A study to assess adherence to HIV testing guidelines among HIV exposed paediatric inpatients at Princess Marina Hospital, Gaborone, Botswana
PublisherUniversity of Botswana, www.ub.bw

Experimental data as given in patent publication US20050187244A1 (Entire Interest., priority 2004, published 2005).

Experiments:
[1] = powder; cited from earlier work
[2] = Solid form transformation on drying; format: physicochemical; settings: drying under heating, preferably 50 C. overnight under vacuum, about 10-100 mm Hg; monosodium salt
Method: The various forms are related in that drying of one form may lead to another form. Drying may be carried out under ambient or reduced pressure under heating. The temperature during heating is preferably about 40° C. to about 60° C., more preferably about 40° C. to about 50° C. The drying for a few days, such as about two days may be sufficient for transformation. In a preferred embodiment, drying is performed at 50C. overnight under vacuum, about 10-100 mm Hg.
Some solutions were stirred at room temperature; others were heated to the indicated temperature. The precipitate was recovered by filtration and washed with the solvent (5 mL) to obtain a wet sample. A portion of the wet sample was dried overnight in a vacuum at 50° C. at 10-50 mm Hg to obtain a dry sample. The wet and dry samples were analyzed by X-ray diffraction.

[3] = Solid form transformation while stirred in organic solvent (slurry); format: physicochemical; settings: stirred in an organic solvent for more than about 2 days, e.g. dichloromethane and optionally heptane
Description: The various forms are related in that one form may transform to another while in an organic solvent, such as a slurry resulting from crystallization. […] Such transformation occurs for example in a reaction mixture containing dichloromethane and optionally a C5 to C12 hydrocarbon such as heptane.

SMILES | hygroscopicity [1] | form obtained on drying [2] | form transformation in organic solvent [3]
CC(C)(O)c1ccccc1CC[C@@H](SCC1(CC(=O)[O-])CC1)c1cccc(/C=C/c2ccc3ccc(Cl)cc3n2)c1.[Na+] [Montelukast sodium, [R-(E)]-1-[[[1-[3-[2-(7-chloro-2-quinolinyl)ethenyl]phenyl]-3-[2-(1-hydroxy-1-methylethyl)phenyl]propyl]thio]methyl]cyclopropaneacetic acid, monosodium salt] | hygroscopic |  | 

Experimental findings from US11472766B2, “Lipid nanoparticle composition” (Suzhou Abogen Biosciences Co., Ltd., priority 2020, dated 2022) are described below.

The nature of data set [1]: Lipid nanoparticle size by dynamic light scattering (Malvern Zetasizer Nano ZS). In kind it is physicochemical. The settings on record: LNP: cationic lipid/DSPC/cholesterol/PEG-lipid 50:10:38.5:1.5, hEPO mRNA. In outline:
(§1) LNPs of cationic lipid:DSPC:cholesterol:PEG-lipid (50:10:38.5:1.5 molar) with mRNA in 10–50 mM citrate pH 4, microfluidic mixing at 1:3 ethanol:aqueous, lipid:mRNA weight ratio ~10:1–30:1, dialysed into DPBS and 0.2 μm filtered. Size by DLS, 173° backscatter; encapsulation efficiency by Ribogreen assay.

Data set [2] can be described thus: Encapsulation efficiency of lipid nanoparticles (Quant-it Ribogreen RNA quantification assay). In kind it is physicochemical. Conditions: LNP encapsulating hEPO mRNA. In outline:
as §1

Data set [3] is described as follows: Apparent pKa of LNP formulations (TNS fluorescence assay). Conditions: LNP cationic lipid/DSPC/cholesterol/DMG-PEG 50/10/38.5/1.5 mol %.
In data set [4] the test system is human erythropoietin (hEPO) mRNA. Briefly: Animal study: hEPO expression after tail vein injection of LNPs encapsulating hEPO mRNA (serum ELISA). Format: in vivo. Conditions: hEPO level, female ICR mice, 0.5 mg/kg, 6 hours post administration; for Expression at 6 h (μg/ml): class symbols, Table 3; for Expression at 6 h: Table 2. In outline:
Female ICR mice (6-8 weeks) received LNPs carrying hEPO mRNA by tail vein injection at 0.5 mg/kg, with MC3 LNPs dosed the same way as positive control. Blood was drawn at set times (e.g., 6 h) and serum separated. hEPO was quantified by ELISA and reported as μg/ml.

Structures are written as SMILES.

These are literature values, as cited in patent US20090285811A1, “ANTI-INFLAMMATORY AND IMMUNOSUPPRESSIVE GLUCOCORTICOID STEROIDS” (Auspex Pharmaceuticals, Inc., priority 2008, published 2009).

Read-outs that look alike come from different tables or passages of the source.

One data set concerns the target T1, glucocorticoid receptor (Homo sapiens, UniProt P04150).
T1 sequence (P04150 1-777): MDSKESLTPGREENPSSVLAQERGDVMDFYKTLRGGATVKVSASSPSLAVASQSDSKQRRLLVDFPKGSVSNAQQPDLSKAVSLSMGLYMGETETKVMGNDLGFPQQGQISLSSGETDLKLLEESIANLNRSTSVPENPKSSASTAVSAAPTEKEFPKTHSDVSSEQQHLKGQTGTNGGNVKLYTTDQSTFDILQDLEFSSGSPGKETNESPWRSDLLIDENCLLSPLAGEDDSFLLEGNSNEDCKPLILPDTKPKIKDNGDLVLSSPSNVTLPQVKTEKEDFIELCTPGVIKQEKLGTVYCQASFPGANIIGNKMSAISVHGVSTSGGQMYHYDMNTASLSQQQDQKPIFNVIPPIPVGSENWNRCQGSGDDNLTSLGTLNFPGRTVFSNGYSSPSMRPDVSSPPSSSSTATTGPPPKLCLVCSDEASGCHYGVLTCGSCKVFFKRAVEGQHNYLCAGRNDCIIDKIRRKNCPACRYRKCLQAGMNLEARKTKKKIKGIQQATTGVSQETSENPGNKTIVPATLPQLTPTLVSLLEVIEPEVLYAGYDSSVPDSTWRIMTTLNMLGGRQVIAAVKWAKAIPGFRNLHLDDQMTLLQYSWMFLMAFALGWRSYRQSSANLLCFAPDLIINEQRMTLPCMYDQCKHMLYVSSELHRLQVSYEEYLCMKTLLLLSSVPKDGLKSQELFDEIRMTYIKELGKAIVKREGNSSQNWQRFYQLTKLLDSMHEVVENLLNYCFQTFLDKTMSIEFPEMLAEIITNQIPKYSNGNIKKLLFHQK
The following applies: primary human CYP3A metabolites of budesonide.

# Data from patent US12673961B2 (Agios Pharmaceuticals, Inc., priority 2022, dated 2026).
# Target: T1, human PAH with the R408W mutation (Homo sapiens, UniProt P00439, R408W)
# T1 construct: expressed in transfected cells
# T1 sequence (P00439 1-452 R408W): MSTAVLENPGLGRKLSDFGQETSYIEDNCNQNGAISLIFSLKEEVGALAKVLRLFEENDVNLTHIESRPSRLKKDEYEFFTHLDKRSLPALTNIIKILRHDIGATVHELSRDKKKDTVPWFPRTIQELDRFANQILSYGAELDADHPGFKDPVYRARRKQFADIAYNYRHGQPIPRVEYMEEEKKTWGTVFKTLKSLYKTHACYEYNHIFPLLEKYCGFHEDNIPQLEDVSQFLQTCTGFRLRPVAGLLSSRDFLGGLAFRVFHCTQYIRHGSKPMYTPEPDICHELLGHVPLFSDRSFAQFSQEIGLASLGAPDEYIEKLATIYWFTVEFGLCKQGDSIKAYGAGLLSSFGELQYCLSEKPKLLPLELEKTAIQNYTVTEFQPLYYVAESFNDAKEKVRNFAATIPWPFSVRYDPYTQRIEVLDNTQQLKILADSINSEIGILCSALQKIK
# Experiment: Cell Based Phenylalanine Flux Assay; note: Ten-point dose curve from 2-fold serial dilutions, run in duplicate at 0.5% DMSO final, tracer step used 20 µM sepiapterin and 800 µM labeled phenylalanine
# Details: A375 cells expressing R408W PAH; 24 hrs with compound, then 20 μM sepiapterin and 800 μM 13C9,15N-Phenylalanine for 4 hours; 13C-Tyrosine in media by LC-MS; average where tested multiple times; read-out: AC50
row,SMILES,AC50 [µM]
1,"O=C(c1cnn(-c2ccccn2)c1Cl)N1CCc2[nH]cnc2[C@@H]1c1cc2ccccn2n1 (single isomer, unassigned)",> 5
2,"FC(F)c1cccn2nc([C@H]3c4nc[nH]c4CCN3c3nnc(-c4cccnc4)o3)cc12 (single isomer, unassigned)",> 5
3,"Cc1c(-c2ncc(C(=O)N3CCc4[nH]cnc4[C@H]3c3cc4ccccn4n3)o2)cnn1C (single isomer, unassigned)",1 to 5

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Background: Despite well-established prevention of mother to child transmission (PMTCT) programmes, Human Immunodeficiency Virus (HIV) infected children still get missed and present late for diagnosis and antiretroviral therapy (ART). Botswana’s HIV testing guidelines recommend using deoxyribonucleic acid-polymerase chain reaction (DNA-PCR) as early as four weeks old. Timely HIV testing will improve early infant diagnosis (EID). Objectives: To determine the percentage of children under the age of five years that were HIV exposed at birth ,who got admitted to Princess Marina hospital (PMH) at paediatric medical ward (PMW) and paediatric surgical ward (PSW) with a documented HIV test at four to eight weeks and at 17-24 months of age which would indicate testing according to national HIV testing guidelines. This data will be compared to the national testing rate. Methods: This was a clinical audit of 139 HIV exposed inpatients under the age of five years who were, admitted to PMH paediatric wards(PSW and PMW) from 1st March 2019 to 15th August 2019. The HIV testing rates of the cohort at 4-8 weeks and at 17-24 months before admission was assessed and compared to the national HIV testing rates. The proportion of children who were tested before admission and the proportion of those without a prior HIV test who were tested in the hospital was determined. Among the enrolled cohort, baseline characteristics, caregiver characteristics and testing between the two wards were compared for those with a documented test and those without a documented test. Caregiver characteristics were also assessed for association to testing. Results: One hundred and thirty-nine(139) participants were enrolled for the study. The HIV testing rates for the admitted cohort was 6% less for the six weeks testing and 21% less for 18 months testing compared to the national HIV testing rate. Twenty-seven (19.4%) of the admitted cohort did not have a documented HIV test, and the majority 23 (85%) of them got tested in the wards. More participants were tested in paediatric medical ward (PMW) compared to paediatric surgical ward (PSW) but with no statistical significance (p = 0.144). Outcome of ward HIV testing was as follows: 17 (77%) – negative, three (14%) – positive, one (4.5%) – pending, one (4.5%) – had missing results. The majority of participants (79%) had Deoxyribonucleic Acid-Polymerase Chain Reaction (DNA-PCR) test at more than two months of age. No associations between caregiver characteristics and DNA-PCR testing was found. Thirty-six(26%) had no documentation of HIV exposure or status in the under-five child welfare card. Conclusions: This study shows a lower HIV testing rate within the sick cohorts with known exposure at birth compared to the national HIV testing rate. More emphasis on testing paediatric inpatients is needed to improve HIV testing rates and outcomes.